General Usability – For our users, the main issue is (as it has always been) the size of each person’s job lists. This develops primarily because all time in WFM must be allocated to a job, and accountants in public practice tend to work on a lot of jobs! It’s not ideal, but it happens. What we learned was that our job lists had become so unwieldy that any purpose for WFM beyond the basic task of entering time was being largely ignored. We know that WFM is capable of so much more, and yet after six months all that our team is doing with it is recording time. It serves no workflow management purpose at this stage, mainly because people are too discouraged to bother using it this way.
Invoicing – From an invoicing perspective, we’ve found WFM to be pretty flexible. We’ve been getting our bills done, and for the most part we’ve been doing it more efficiently than with our previous system. The big problem we had though was in tracking which jobs were ready to be billed. Team members were setting jobs to ‘complete’ to get them off their lists, but then because these were ‘complete’, they weren’t showing as being ready to be billed. There are some minor reporting gripes too, especially in not being able to set date ranges for individual WIP reports (which was discussed in our ‘All we want for Christmas‘ post late last year). There was also some difficulty in getting accurate WIP reports because of fixed fee invoices that were being prepared in Xero. These were coming through to WFM to show as invoices, but weren’t reducing WIP balances, so balances in WIP soon became meaningless. We fixed this last issue by moving our fixed fee billing back into WFM.
Practice Management – Finally, from a practice perspective, we aren’t really using WFM as we’d dreamed we could have. As directors, we need information about how the practice is performing. Because our previous system had very little reporting capability in this regard, we had developed quite complicated monthly reporting systems using Excel to give us all the KPI data we needed for the practice. We dispensed with that when we brought in WFM, but we’ve never really worked out how to get that same information out of WFM.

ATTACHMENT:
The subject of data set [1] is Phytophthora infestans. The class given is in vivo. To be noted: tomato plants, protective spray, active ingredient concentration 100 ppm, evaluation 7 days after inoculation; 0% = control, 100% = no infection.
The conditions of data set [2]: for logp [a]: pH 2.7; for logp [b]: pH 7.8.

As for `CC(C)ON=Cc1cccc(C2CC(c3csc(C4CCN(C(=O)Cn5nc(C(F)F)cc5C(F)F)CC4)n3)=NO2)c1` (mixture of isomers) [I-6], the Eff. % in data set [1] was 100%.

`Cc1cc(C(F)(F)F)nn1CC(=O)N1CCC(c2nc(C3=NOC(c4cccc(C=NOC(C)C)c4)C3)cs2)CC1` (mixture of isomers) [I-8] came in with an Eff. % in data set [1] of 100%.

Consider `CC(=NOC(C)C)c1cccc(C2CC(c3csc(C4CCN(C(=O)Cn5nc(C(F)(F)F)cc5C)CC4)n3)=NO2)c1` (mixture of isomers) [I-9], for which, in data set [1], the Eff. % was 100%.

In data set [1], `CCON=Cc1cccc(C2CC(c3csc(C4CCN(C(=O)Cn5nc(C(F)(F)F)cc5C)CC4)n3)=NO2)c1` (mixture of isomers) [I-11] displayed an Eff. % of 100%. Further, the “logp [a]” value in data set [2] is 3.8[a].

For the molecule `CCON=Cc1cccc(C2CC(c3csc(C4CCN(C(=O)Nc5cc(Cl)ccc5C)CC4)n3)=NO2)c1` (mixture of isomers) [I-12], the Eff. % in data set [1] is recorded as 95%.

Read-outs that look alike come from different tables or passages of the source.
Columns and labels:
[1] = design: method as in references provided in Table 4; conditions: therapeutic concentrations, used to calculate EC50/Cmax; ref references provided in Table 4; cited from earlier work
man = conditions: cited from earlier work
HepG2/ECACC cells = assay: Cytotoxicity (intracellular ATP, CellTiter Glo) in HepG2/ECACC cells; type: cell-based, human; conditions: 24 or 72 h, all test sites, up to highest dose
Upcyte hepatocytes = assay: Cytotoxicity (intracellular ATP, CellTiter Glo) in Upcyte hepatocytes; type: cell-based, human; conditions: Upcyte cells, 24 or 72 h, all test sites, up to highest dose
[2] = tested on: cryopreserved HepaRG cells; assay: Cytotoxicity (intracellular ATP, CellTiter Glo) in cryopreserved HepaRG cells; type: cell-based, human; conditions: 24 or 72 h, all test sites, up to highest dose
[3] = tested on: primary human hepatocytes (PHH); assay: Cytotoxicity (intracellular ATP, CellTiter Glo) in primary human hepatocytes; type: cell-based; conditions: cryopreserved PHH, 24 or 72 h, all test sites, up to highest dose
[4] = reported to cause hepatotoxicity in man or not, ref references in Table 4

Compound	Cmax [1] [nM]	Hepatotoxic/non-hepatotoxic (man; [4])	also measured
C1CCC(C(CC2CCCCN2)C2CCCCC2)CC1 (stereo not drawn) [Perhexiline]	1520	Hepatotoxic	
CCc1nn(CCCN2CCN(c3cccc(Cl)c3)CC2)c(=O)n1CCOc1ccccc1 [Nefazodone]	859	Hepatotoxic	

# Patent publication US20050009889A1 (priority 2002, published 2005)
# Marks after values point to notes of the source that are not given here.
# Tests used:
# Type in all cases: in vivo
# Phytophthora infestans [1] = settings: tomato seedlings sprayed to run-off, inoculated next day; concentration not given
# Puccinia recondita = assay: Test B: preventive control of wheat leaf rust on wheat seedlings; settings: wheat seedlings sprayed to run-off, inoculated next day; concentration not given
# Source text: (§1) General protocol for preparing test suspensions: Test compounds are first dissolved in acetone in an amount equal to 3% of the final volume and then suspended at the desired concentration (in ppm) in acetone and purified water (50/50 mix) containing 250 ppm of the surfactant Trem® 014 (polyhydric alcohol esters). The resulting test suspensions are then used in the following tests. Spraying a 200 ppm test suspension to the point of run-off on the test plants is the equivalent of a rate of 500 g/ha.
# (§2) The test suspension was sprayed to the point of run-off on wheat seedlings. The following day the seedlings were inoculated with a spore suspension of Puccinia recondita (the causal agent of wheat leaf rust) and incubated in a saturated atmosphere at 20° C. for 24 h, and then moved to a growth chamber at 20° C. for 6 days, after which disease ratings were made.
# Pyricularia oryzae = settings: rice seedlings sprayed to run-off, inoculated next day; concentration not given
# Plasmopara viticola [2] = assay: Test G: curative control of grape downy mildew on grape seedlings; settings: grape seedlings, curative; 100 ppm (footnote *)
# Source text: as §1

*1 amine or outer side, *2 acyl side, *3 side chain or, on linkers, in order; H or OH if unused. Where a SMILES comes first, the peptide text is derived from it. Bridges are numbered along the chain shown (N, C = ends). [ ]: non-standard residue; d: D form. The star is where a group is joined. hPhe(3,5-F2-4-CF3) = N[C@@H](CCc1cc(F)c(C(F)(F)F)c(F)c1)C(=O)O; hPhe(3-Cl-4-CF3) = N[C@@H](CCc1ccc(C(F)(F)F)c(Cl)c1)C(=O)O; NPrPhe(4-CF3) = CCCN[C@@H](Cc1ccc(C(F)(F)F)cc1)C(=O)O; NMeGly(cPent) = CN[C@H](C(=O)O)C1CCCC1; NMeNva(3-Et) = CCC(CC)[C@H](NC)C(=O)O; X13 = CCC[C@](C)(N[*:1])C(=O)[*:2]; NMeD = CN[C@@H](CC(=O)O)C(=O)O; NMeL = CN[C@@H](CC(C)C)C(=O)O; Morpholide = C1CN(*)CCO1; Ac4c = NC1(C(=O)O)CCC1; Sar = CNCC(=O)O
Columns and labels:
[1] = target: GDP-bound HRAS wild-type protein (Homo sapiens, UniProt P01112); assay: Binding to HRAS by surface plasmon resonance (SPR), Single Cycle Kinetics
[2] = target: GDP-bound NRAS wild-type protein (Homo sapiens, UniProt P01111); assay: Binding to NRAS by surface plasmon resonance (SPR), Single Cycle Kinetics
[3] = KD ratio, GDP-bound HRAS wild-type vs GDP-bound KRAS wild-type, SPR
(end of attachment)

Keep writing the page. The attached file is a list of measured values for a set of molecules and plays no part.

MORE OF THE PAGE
Again, practice-wide the overall conclusion has been that we are using WFM to the bare minimum level.
This whole process has illustrated again for us the advantage of having a partner working with us who knows the terrain. After giving the team an ‘open mike’ session to air their grievances, we’re starting to develop workable solutions in conjunction with FGS. I’ll detail some of those solutions in later posts.
It’s also be great to have Xero listening. We know that Xero has big plans for WFM, and we’re looking forward to seeing many of our problems addressed as WFM becomes more and more tailored for the specific needs of accounting practices.
So it’s not perfect. But what system is? It’s been worthwhile going through this process and realising that with some tweaking, even in its current form, we can get WFM to work as a practice management solution.
Two things we know for sure. Firstly, this is costing us a lot less than a dedicated accounting practice suite, and not only is it no worse, in many respects it is much better. And secondly, in 100% of cases so far where we have discussed the Xero approach with our clients, they’ve been blown away. On the client-side, the hype is justified and the marketing material is not exaggerated. Clients do love it, and it does bring economies to the whole relationship that allow for better service delivery. That alone makes it worth the effort.